Close relative marriage and genetic risk.pngClose relative (consanguineous) marriage is widely practised globally. However, it is linked to an increased risk of recessive genetic disorders. Improving understanding about genetic inheritance can empower affected families and reduce unexpected, affected births and infant deaths.

Families from all communities can be affected by genetic disorders, however some types of genetic disorder, known as recessive genetic disorders, are more common among families where couples are blood relatives, for example, cousins.

The Government’s ambition is, by 2025, to halve rates of stillbirths, neonatal and maternal deaths and brain injuries occurring during or soon after birth. Reducing genetic risk can contribute to meeting these targets and the legal duty to reduce inequalities under the NHS Constitution and the Health and Social Care Act 2012.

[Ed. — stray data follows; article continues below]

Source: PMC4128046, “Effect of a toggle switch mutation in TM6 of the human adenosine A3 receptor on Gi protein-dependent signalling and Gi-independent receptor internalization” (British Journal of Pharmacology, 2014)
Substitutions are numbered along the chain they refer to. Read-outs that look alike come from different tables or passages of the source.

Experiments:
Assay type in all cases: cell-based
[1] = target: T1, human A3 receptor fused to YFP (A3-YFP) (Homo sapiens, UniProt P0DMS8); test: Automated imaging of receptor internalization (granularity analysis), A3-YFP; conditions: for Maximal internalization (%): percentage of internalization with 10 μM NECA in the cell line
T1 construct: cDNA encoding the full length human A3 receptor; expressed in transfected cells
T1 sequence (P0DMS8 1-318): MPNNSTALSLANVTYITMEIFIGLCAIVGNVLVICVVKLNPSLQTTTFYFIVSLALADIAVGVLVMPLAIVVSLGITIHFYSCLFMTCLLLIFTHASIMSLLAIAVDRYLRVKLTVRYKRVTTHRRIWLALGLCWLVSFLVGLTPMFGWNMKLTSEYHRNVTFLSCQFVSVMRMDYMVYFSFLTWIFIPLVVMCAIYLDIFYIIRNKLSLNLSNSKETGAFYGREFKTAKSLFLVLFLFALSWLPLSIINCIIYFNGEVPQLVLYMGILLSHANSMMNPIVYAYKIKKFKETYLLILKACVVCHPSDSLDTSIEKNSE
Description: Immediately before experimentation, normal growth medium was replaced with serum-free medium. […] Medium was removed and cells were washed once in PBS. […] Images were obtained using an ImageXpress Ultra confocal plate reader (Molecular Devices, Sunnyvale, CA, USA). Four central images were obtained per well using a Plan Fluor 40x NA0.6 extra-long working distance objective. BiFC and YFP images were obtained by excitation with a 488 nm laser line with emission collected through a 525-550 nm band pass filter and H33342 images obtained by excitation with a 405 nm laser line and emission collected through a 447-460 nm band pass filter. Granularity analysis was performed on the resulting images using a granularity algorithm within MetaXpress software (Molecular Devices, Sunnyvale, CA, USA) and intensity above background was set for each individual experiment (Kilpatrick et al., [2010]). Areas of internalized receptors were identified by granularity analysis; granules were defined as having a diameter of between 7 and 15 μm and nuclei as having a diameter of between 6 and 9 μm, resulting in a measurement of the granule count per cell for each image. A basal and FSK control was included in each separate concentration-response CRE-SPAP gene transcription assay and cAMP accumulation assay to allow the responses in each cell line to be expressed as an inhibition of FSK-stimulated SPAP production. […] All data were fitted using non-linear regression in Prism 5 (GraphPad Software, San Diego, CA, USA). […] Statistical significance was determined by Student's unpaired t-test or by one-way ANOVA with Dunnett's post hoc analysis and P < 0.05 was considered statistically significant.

Midwifery and other healthcare professionals need to support equity of access to genetic information and services for those affected.   

This elearning programme has been developed for health visitors, midwives, GPs, paediatricians, social workers, public health practitioners, as well as genetic counsellors.

By undertaking the programme, learners will:

  • review national and local data and gain new understanding about the nature of this healthcare need
  • identify concrete ways to improve the quality of their service
  • feel confident in sharing good practice principles with colleagues

Assessments are undertaken to reflect on learners’ new knowledge. A certificate is available to download on completion.

Learners may also be interested in the Genomics Education Programme, available in the Genomics in the NHS elearning programme in the elfh Hub.